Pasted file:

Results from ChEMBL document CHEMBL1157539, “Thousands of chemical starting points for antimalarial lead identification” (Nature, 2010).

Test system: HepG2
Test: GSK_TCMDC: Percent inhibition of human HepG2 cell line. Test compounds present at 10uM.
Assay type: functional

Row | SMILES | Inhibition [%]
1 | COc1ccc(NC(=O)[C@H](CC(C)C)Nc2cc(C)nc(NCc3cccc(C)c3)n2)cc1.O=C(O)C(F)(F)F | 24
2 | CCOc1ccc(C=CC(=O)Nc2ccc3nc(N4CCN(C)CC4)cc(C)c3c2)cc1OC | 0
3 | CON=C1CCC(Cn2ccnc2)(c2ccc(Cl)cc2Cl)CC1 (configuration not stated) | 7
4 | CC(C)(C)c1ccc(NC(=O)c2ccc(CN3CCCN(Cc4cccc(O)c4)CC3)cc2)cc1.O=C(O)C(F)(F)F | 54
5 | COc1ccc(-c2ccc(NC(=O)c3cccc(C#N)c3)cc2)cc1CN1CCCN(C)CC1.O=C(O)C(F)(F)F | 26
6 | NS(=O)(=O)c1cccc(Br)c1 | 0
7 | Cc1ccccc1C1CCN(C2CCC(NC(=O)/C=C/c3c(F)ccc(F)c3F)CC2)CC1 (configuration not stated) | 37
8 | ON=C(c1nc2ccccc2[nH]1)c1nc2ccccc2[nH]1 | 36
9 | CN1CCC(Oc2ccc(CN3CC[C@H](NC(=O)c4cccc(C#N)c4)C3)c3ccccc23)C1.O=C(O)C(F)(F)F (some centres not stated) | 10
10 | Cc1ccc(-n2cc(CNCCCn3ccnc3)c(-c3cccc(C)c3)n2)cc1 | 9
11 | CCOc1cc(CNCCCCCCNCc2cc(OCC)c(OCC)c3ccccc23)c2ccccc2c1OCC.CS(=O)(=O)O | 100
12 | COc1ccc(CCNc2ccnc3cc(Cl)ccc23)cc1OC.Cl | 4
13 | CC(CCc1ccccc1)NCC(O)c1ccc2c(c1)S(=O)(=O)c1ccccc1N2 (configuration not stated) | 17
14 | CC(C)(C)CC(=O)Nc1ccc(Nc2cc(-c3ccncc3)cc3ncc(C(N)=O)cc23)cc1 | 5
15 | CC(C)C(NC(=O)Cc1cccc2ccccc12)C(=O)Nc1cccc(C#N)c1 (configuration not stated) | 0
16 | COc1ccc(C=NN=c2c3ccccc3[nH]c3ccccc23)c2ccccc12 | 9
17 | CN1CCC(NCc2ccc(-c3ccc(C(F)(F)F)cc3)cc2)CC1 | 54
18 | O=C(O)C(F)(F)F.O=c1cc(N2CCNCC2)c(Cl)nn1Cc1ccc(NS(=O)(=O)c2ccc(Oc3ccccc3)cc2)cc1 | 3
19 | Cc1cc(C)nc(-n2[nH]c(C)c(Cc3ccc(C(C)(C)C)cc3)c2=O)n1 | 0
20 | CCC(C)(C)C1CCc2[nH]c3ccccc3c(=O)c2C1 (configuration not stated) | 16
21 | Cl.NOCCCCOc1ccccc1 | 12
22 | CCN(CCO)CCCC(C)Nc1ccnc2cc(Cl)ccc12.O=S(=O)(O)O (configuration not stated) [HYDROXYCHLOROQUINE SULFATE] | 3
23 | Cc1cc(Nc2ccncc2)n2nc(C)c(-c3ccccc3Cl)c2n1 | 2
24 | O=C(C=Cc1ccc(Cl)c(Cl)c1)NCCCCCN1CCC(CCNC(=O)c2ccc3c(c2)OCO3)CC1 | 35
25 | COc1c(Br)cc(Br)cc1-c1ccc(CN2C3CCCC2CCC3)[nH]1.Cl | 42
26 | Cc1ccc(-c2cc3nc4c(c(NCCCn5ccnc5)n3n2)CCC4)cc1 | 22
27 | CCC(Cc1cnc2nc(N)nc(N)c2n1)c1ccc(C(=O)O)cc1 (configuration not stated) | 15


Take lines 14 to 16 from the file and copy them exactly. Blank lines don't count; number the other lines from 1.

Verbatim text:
9 | CN1CCC(Oc2ccc(CN3CC[C@H](NC(=O)c4cccc(C#N)c4)C3)c3ccccc23)C1.O=C(O)C(F)(F)F (some centres not stated) | 10
10 | Cc1ccc(-n2cc(CNCCCn3ccnc3)c(-c3cccc(C)c3)n2)cc1 | 9
11 | CCOc1cc(CNCCCCCCNCc2cc(OCC)c(OCC)c3ccccc23)c2ccccc2c1OCC.CS(=O)(=O)O | 100